Wednesday Writing Prompts XIII


1. Think about something that makes you sad. It can be anything, a memory, a person, an object, an ideal, an unrealized goal in your own life that seems impossible to achieve– now write about it. Explore why it makes you sad, why it effects you as strongly as it does, and then set it down for a moment and rethink it. How can you fix the situation and turn something unhappy into something happy? Is there something else out there in the world that is happy that you should be focusing on instead? Something wonderful in your life that others might look at and wish they could experience too?

2. Think about some change in your life that, when it happened, not only shocked you, but made you feel like you were getting older. It could be friends moving away, getting married, having children, etc. or anything else you can think of. Now, write about how you felt, delve into the emotions, explore them, name names, reach out into the world and wrap your hand around the core of what’s going on, and what the most profound truth of it all really is.

3. Take on the role of a cryptozoologist for a day and write a paper on your latest theory or find. It doesn’t have to be the tale of a crackpot logger who swears he saw Sasquatch shaking hands with Jesus, but could just as easily be a formal, “eyes only” report on something the military found and isn’t willing to let the public know about yet. Be creative, have fun, try something new, and see where it takes you.

4. One man’s trash is another man’s treasure. Write a story that proves once again that this old adage is true. The “Trash” could be anything, or any number of things. The first man could even be metaphorical. Consider the roles of the antiques collector who makes weekly visits to an entire circuit of thriftstores, the man or woman who swoops in to draw the discarded lover of another into his or her arms, or even the transactions that go on at any given yard sale.

5. Write a story where a great and epic hero is brought low. It doesn’t have to be the story of a person whose arrogance or overconfidence becomes their downfall– it could be a story where the great defender of a land finally succumbs to the ravages of time, disease, or the steady chipping and scheming of another. Where the story goes from there is up to you. Is the hero redeemed? Does another take his or her place? Does darkness envelop the land? Does something else altogether unexpected happen?

6. Sit down and think for a moment about a place where you would really love to live. It doesn’t have to be any specific place– it doesn’t even have to be real. Write a little about the place, give metaphor and literary life to it– then, set a scene there (or write about how you get/got there!)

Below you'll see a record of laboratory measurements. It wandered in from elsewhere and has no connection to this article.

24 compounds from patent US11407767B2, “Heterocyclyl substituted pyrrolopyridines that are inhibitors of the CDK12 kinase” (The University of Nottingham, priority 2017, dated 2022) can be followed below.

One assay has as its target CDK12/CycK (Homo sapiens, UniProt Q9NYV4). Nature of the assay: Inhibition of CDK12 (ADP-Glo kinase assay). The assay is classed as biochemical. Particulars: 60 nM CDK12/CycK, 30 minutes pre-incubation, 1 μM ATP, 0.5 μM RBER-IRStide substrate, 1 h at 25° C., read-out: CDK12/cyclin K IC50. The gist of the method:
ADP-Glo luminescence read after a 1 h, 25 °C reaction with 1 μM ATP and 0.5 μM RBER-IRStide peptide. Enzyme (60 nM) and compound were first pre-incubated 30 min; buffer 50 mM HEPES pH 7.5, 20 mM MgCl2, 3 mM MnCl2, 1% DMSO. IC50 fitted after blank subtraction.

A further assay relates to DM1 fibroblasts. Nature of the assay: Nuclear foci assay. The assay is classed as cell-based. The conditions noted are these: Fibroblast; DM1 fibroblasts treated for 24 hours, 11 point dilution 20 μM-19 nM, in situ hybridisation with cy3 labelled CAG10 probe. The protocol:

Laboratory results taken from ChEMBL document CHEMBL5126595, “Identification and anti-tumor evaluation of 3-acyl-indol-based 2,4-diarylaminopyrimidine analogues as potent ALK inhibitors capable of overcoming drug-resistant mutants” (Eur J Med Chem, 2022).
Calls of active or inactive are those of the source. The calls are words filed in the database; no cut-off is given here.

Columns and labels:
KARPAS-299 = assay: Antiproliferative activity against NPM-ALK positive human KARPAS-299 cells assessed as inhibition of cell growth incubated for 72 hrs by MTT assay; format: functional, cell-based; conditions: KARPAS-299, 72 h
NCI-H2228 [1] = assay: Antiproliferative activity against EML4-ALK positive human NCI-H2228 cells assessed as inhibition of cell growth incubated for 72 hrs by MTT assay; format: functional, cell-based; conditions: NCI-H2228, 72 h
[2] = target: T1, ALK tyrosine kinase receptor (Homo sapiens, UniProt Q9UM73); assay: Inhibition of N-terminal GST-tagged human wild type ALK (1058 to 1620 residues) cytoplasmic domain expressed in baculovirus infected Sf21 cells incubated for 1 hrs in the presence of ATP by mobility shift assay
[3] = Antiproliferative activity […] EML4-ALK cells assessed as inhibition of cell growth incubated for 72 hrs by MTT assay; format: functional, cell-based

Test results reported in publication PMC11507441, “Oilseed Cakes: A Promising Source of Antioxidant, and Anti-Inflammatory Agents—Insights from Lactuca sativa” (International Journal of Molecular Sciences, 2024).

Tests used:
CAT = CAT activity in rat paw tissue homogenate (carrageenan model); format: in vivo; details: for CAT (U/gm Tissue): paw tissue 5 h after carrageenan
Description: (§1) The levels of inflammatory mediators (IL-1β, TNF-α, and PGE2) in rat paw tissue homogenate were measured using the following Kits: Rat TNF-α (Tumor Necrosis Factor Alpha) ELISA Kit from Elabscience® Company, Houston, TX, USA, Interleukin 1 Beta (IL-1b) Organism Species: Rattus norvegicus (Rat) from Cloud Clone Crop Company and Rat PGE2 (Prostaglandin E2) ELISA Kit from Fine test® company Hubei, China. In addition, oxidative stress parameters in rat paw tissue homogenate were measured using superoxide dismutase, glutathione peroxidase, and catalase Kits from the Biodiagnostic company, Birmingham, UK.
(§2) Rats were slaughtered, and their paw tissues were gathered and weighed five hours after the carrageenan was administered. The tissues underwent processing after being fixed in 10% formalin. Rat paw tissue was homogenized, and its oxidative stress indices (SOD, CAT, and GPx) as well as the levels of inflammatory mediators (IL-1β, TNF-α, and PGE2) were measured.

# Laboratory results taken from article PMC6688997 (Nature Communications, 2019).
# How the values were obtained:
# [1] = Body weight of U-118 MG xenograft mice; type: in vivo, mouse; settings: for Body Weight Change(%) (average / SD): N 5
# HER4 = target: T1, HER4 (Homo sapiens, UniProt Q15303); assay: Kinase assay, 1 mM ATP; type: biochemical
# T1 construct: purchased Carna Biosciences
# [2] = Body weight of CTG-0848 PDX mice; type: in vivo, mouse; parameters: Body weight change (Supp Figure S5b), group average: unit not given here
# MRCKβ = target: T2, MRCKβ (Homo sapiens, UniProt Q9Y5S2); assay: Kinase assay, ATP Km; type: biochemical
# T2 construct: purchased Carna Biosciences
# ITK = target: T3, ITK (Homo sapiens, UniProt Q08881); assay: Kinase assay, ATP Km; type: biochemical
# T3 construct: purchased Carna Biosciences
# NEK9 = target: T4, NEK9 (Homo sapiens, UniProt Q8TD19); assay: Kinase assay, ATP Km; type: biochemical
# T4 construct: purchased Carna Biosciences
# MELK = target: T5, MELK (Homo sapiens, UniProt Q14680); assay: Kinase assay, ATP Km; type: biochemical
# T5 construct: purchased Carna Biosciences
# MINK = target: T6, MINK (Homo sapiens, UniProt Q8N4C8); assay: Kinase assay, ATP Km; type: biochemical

7. Write a story that casts the human body as some massive facility or transport vessel. Consider the different dramas or crises or jobs that might unfold in any part of the human body if it were run by fully cognizant little lifeforms. (Like sentient cells, I suppose.) What kind of people would work in the brain? The blood vessels? The intestinal tract?

8. Write a story that messes with the reader, (like a story about a story of the same name that pulls its readers in and sends them to another dimension or a story about a person sitting at their computer or on a bench, reading a story of the same title until someone comes up behind them... etc.) Go over it a couple of times, consider the impact it might have, and streamline it. Make it feel as real as possible.

9. Tell the tale of an epic battle between two great nations of incredible power. It could be two nations from history, two nations of today, two nations of a fantasy world, or even two star-faring meganations of the future. Fill the story with powerful, awe-inspiring detail, make the base and bloody business of warfare distant, obscured under a phalanx of golden shields and shining polearms or lost in a sea of sweeping laserfire that vaporizes everything it touches.

10. Do the previous writing prompt, and then take it a step further– What is the human cost here? How does it all look to the one man or woman standing on the sidelines, the soldier dodging arrows or missiles and doing his or her damnedest to survive? What are the human dramas here? What are the social issues and points of contention that only overshadow the entire war for one or two people? Is there some form of resolution among all this conflict?

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